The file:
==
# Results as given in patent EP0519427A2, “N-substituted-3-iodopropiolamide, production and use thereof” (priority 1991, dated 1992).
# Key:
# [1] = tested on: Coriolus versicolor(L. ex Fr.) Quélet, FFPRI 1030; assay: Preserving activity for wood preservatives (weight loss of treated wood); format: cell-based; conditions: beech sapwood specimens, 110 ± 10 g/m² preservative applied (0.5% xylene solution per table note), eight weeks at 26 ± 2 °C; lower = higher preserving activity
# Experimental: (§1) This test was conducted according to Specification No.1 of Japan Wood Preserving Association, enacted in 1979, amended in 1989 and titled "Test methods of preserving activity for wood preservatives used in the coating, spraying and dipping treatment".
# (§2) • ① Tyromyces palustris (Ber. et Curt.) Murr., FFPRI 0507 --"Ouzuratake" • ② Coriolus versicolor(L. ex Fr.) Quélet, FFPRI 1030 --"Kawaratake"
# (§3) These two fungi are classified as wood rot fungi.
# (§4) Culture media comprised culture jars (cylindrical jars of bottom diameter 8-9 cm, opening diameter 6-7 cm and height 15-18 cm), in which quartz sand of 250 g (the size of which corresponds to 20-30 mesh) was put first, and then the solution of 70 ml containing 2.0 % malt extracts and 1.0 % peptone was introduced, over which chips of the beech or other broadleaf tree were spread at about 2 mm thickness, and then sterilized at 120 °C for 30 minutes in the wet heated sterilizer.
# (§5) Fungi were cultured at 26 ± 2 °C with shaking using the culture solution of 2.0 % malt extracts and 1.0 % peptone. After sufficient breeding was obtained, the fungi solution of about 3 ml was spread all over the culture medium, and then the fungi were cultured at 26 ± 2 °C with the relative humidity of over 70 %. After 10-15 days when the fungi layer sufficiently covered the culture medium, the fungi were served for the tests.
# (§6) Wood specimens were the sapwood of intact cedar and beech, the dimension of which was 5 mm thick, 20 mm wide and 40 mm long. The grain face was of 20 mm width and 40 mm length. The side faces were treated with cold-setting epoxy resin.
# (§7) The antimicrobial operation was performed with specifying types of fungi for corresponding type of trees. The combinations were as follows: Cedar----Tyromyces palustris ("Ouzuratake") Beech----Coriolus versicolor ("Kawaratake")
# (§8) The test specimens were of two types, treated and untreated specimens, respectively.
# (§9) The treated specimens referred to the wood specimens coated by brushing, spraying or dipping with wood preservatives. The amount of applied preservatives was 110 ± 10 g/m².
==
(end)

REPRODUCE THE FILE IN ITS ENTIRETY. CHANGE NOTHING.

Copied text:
# Results as given in patent EP0519427A2, “N-substituted-3-iodopropiolamide, production and use thereof” (priority 1991, dated 1992).
# Key:
# [1] = tested on: Coriolus versicolor(L. ex Fr.) Quélet, FFPRI 1030; assay: Preserving activity for wood preservatives (weight loss of treated wood); format: cell-based; conditions: beech sapwood specimens, 110 ± 10 g/m² preservative applied (0.5% xylene solution per table note), eight weeks at 26 ± 2 °C; lower = higher preserving activity
# Experimental: (§1) This test was conducted according to Specification No.1 of Japan Wood Preserving Association, enacted in 1979, amended in 1989 and titled "Test methods of preserving activity for wood preservatives used in the coating, spraying and dipping treatment".
# (§2) • ① Tyromyces palustris (Ber. et Curt.) Murr., FFPRI 0507 --"Ouzuratake" • ② Coriolus versicolor(L. ex Fr.) Quélet, FFPRI 1030 --"Kawaratake"
# (§3) These two fungi are classified as wood rot fungi.
# (§4) Culture media comprised culture jars (cylindrical jars of bottom diameter 8-9 cm, opening diameter 6-7 cm and height 15-18 cm), in which quartz sand of 250 g (the size of which corresponds to 20-30 mesh) was put first, and then the solution of 70 ml containing 2.0 % malt extracts and 1.0 % peptone was introduced, over which chips of the beech or other broadleaf tree were spread at about 2 mm thickness, and then sterilized at 120 °C for 30 minutes in the wet heated sterilizer.
# (§5) Fungi were cultured at 26 ± 2 °C with shaking using the culture solution of 2.0 % malt extracts and 1.0 % peptone. After sufficient breeding was obtained, the fungi solution of about 3 ml was spread all over the culture medium, and then the fungi were cultured at 26 ± 2 °C with the relative humidity of over 70 %. After 10-15 days when the fungi layer sufficiently covered the culture medium, the fungi were served for the tests.
# (§6) Wood specimens were the sapwood of intact cedar and beech, the dimension of which was 5 mm thick, 20 mm wide and 40 mm long. The grain face was of 20 mm width and 40 mm length. The side faces were treated with cold-setting epoxy resin.
# (§7) The antimicrobial operation was performed with specifying types of fungi for corresponding type of trees. The combinations were as follows: Cedar----Tyromyces palustris ("Ouzuratake") Beech----Coriolus versicolor ("Kawaratake")
# (§8) The test specimens were of two types, treated and untreated specimens, respectively.
# (§9) The treated specimens referred to the wood specimens coated by brushing, spraying or dipping with wood preservatives. The amount of applied preservatives was 110 ± 10 g/m².